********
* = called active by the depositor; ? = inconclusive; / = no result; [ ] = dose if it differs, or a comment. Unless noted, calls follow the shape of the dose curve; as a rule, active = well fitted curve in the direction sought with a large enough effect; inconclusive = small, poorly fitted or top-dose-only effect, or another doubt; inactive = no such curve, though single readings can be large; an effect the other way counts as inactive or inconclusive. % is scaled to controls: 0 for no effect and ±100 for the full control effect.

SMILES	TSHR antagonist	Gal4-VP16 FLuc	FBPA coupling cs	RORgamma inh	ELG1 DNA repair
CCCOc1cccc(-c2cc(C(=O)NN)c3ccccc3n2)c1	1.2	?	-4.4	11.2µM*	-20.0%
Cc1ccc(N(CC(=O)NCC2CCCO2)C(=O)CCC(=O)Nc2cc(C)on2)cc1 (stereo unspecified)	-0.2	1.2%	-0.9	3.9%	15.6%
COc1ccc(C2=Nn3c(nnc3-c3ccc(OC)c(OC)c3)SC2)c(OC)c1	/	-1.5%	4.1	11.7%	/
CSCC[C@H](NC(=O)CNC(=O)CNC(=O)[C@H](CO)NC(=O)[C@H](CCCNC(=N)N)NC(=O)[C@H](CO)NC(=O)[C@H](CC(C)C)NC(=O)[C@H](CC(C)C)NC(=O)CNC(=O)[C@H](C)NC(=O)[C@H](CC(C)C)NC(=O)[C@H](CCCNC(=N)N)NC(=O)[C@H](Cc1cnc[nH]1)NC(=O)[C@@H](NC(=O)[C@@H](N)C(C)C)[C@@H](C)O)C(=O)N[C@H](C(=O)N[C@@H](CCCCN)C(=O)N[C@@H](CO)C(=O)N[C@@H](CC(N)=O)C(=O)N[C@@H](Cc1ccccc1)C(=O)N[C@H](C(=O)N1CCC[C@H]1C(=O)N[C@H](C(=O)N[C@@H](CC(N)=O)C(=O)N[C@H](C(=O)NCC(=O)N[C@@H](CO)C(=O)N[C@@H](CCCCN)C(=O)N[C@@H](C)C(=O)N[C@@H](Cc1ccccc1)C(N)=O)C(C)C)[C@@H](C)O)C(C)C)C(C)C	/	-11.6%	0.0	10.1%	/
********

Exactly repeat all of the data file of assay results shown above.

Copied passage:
* = called active by the depositor; ? = inconclusive; / = no result; [ ] = dose if it differs, or a comment. Unless noted, calls follow the shape of the dose curve; as a rule, active = well fitted curve in the direction sought with a large enough effect; inconclusive = small, poorly fitted or top-dose-only effect, or another doubt; inactive = no such curve, though single readings can be large; an effect the other way counts as inactive or inconclusive. % is scaled to controls: 0 for no effect and ±100 for the full control effect.

SMILES	TSHR antagonist	Gal4-VP16 FLuc	FBPA coupling cs	RORgamma inh	ELG1 DNA repair
CCCOc1cccc(-c2cc(C(=O)NN)c3ccccc3n2)c1	1.2	?	-4.4	11.2µM*	-20.0%
Cc1ccc(N(CC(=O)NCC2CCCO2)C(=O)CCC(=O)Nc2cc(C)on2)cc1 (stereo unspecified)	-0.2	1.2%	-0.9	3.9%	15.6%
COc1ccc(C2=Nn3c(nnc3-c3ccc(OC)c(OC)c3)SC2)c(OC)c1	/	-1.5%	4.1	11.7%	/
CSCC[C@H](NC(=O)CNC(=O)CNC(=O)[C@H](CO)NC(=O)[C@H](CCCNC(=N)N)NC(=O)[C@H](CO)NC(=O)[C@H](CC(C)C)NC(=O)[C@H](CC(C)C)NC(=O)CNC(=O)[C@H](C)NC(=O)[C@H](CC(C)C)NC(=O)[C@H](CCCNC(=N)N)NC(=O)[C@H](Cc1cnc[nH]1)NC(=O)[C@@H](NC(=O)[C@@H](N)C(C)C)[C@@H](C)O)C(=O)N[C@H](C(=O)N[C@@H](CCCCN)C(=O)N[C@@H](CO)C(=O)N[C@@H](CC(N)=O)C(=O)N[C@@H](Cc1ccccc1)C(=O)N[C@H](C(=O)N1CCC[C@H]1C(=O)N[C@H](C(=O)N[C@@H](CC(N)=O)C(=O)N[C@H](C(=O)NCC(=O)N[C@@H](CO)C(=O)N[C@@H](CCCCN)C(=O)N[C@@H](C)C(=O)N[C@@H](Cc1ccccc1)C(N)=O)C(C)C)[C@@H](C)O)C(C)C)C(C)C	/	-11.6%	0.0	10.1%	/